Well in St. Gallen successfully produces hot water and natural gas

Well in St. Gallen successfully produces hot water and natural gas City of St. Gallen, Switzerland (source: flickr/ Hellebardius, creative commons)
Alexander Richter 12 Nov 2013

First test results are positive for the geothermal project in St. Gallen in Switzerland, a potential combined heat and power project. The drilled well produces hot water at sufficient temperatures, but it also produces Methane, an unexpected side product.

Following news on seismic events and an unclear situation regarding the continuation of the geothermal project in St. Gallen, Switzerland, there are now positive news.

Last week, the city councelor Fredy Brunner announced that they are extremely happy about the results of recent activities on the project.

Since the pump tests in 4,000 meters, there have been no more seismic events.

First results of tests show now a significant amount of hot water inflow, according to the project manager, Marco Huwiler. The temperature lies at an expected 140-145 degrees Celsius. If the amount of water found will be sufficient for running a geothermal power plant will have to be determined through testing over the coming months.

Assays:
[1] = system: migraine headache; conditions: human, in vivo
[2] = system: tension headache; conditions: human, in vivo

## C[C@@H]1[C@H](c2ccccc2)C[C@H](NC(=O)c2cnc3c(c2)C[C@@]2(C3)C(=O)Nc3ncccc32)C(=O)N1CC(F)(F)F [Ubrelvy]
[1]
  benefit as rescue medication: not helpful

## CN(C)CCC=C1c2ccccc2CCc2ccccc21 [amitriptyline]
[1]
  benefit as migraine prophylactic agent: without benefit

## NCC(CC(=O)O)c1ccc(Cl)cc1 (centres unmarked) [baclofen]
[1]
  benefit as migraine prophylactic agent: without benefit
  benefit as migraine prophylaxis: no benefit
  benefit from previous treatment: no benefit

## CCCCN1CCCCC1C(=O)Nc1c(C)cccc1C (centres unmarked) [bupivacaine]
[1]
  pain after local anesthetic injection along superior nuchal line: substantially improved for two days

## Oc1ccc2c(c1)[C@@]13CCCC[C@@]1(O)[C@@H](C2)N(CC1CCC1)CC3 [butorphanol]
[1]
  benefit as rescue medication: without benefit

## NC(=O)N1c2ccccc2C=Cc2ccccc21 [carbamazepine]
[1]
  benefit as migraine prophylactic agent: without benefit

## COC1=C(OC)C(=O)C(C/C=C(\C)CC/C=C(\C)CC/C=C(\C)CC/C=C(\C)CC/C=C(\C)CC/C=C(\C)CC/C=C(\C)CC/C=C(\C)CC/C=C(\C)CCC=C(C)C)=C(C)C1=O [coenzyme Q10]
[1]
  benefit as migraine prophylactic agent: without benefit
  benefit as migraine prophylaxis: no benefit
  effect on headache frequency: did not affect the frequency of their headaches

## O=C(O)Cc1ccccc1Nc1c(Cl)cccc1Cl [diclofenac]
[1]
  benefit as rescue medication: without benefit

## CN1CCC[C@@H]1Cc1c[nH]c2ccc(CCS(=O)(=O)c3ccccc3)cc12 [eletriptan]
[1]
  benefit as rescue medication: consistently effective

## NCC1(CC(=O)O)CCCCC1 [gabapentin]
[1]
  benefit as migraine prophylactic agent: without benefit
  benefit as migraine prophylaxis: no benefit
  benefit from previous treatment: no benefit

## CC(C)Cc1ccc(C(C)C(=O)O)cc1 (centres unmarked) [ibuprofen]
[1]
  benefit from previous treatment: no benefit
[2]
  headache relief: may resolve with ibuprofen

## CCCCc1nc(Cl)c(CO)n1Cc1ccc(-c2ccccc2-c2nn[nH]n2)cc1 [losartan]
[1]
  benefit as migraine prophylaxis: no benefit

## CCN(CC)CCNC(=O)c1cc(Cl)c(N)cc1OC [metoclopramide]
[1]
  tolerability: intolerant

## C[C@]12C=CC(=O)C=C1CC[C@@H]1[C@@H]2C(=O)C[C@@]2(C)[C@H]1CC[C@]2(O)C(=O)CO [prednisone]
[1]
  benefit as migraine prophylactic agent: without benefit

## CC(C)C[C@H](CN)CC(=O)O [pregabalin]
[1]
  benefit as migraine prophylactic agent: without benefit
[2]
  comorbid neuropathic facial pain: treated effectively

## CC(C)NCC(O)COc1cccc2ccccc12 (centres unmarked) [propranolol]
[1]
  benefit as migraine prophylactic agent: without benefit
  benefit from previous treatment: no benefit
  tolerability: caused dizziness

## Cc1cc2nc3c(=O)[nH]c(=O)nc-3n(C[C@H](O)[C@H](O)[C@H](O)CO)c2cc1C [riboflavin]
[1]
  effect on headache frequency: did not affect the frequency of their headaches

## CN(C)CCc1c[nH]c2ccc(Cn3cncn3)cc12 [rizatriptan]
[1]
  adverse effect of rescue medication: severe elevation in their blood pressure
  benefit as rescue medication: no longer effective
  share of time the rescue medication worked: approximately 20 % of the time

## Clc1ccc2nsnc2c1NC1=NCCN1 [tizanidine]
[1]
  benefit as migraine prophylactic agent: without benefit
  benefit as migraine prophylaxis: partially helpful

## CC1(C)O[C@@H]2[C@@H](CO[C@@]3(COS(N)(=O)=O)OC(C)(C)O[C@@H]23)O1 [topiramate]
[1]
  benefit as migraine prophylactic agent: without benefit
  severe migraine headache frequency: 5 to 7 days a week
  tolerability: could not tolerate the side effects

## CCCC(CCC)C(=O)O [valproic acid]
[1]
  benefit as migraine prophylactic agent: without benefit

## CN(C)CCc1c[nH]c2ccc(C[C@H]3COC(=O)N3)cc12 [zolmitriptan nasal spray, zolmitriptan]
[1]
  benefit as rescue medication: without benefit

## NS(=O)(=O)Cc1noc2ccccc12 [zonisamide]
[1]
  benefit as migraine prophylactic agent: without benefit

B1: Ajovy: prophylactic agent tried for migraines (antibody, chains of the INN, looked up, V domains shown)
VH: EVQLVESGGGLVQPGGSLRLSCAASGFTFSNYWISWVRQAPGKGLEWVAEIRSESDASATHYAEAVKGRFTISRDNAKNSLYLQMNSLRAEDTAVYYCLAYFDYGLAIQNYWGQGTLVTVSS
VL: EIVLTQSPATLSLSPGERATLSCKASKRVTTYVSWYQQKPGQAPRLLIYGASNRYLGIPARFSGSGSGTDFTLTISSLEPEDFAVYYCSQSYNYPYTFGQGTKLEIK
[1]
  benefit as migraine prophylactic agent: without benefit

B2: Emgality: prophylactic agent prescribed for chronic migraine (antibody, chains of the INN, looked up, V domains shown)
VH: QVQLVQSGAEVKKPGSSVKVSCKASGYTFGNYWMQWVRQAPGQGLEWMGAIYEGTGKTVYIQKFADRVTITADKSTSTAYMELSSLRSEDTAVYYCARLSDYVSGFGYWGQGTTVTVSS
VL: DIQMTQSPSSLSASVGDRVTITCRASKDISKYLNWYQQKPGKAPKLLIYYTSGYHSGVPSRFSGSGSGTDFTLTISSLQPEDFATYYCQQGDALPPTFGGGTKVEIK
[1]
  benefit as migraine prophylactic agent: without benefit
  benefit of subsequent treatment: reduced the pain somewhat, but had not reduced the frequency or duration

As a side product, natural gas in the form of Methan has been produced on the site. The gas has a purity of 90 percent. The project team is rather surprised about the amount of gas being produced. With the gas being burned on a daily basis on the drilling pad, the city could heat the whole city. But experts are more cautious about statements like this and say that the size of the found gas reservoir cannot be estimated. It has  and will not be the goal to produce gas through the project.

Currently, the project finishes last elements and in the coming weeks, the drilling contractor will dismantle the drilling rig. The well will be closed with several packers and being left idle until mid-2014.

The city’s administration will then decide how to further proceed with the project. In the best case, the project will produce power and heating for parts of the city of St. Gallen.

The project has an estimated overall cost budget of around CHF 160 million ($180 million).


Source: 20min